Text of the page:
Thanks to the new Rangeland Analysis Platform, decades of on-the-ground vegetation data can be accessed quickly and easily to help conserve working lands. Photo: Steve Stuebner
Ask An Expert: Dr. Matthew Jones, Research Scientist, University of Montana
Why does monitoring plants matter?
In the western U.S. rangeland plants provide the foundation for a healthy ecosystem. In turn, this ecosystem provides the livelihood for hundreds of thousands of farmers and ranchers, and supplies food and resources for millions more people.
It’s important to efficiently and effectively monitor vegetation changes over time to ensure rangelands are productive and that we conserve these valuable resources.
For instance, it’s really critical to know if ranches or public lands are transitioning from nutritious forage like native perennials to annual invasive grasses that don’t sustain livestock or wildlife.
How do we collect information on rangeland vegetation?
For the last several decades, field technicians from the USDA Natural Resources Conservation Service (NRCS) and the Bureau of Land Management (BLM) have collected on-the-ground data on the type and abundance of plants at tens of thousands of field plots across the West.
While these field plots are critical for monitoring, they are only a snapshot and do not provide a big-picture view of overall vegetation cover through time. Until recently, it’s been a challenge to monitor vegetation over multiple years and across large landscapes—including the sizable ranches managed by many western agricultural producers.
Gay Austin, BLM, and others monitor vegetation at Wolf Creek in southwest Colorado. Photo: Renée Rondeau/CNHP
Is there a better way to monitor rangelands?
Yes! It’s called the Rangeland Analysis Platform (RAP), a free user-friendly web app that—for the first time ever—allows anyone to quickly see trends in rangeland vegetation over both time and space.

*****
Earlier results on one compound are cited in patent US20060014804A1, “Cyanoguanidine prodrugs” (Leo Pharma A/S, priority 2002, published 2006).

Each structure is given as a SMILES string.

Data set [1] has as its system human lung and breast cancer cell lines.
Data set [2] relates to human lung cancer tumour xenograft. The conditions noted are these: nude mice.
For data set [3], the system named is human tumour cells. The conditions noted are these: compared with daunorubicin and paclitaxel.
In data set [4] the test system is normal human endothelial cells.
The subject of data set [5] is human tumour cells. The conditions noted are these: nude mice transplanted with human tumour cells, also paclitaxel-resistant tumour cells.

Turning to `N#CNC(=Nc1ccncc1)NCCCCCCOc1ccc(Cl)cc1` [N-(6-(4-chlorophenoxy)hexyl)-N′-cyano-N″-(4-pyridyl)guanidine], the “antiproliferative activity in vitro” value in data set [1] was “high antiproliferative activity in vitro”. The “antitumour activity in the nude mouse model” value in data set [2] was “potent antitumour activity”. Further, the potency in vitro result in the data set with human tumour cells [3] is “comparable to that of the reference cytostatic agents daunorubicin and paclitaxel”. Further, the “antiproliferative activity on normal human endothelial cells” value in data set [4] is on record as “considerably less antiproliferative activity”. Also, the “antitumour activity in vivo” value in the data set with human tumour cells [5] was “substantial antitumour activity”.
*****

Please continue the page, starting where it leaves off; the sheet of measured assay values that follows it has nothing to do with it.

RAP utilizes a combination of innovative technology to provide annual percent cover maps at 30m resolution—roughly the size of a baseball diamond—and depicts changes in vegetation over time. This revolutionizes our ability to monitor and manage valuable grazing lands.
How is RAP revolutionary?
RAP is the only platform that provides a view of vegetation across space, from the Great Plains to the Pacific Ocean, and time, from 1984-present, all at a resolution useful for monitoring and management. For every 30m pixel across the West, RAP shows the percent cover of five different vegetation types: annual forbs and grasses, perennial forbs and grasses, shrubs, trees, and bare ground. People can see vegetation cover at a broad watershed scale, or zoom into any area of interest, such as a ranch or pasture.
RAP and the land cover maps are a huge leap in technology. Before this free, easy-to-use tool, we only had cumbersome categorical static maps of vegetation for certain areas, which were produced every five years, not annually. While valuable those maps didn’t provide the mix of vegetation types over an area—a critical component if you want to see if conifers were taking over a ranch, or if annual grasses were beginning to invade your pasture.